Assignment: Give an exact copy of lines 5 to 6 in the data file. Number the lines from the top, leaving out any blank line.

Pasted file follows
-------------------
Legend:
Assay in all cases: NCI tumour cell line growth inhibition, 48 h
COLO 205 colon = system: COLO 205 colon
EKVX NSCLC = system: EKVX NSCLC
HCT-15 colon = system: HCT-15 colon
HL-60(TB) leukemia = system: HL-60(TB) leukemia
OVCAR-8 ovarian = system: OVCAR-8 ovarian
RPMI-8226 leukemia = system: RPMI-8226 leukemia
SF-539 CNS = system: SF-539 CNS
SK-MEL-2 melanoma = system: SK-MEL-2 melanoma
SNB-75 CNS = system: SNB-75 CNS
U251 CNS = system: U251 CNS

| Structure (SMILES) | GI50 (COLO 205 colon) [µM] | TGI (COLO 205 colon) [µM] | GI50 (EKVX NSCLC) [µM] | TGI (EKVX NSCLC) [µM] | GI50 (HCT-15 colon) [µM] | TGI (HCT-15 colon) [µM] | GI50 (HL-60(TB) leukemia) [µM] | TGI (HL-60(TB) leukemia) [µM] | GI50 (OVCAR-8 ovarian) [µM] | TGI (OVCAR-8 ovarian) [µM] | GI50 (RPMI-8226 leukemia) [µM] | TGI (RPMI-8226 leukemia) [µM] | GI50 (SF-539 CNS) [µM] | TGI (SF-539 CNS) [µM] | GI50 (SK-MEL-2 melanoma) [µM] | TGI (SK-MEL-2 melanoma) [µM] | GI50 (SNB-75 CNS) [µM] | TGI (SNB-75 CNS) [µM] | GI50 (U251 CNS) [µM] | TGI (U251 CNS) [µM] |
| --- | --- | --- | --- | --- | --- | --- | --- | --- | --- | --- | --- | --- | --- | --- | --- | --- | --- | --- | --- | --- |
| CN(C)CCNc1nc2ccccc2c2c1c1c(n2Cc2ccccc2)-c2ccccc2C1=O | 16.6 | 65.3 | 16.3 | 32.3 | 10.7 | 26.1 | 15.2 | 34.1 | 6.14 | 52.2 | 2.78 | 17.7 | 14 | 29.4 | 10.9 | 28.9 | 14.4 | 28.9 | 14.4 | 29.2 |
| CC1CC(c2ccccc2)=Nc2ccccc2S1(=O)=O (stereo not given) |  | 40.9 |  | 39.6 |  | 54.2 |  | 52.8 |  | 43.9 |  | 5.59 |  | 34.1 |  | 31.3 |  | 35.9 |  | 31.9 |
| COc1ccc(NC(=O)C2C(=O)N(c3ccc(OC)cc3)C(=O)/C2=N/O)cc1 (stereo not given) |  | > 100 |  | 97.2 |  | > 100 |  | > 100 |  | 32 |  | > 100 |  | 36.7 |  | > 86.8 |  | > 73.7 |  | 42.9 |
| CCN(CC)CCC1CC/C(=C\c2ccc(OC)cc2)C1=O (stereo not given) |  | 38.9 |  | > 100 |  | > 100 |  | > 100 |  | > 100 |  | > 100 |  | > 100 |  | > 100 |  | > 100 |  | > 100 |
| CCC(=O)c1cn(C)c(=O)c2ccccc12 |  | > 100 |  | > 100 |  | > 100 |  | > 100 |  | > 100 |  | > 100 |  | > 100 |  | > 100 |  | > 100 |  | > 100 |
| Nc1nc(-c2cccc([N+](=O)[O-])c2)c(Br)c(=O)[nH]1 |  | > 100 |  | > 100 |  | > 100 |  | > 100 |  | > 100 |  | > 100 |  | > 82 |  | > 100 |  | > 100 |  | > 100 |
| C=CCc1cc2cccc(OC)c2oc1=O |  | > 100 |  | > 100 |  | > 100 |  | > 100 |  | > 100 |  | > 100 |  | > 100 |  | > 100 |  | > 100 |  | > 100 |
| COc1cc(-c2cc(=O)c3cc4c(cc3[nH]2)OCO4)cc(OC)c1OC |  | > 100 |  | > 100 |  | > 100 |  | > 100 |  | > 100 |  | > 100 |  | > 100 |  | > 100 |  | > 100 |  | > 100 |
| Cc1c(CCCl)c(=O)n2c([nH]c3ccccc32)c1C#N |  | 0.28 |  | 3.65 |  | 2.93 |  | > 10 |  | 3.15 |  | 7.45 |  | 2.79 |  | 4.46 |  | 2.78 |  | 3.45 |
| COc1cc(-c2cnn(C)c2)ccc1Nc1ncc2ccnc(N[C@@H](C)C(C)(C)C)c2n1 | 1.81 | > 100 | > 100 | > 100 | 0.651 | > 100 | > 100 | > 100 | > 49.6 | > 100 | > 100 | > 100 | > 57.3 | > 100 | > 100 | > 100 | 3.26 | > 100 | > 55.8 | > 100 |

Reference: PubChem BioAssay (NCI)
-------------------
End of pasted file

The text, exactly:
HCT-15 colon = system: HCT-15 colon
HL-60(TB) leukemia = system: HL-60(TB) leukemia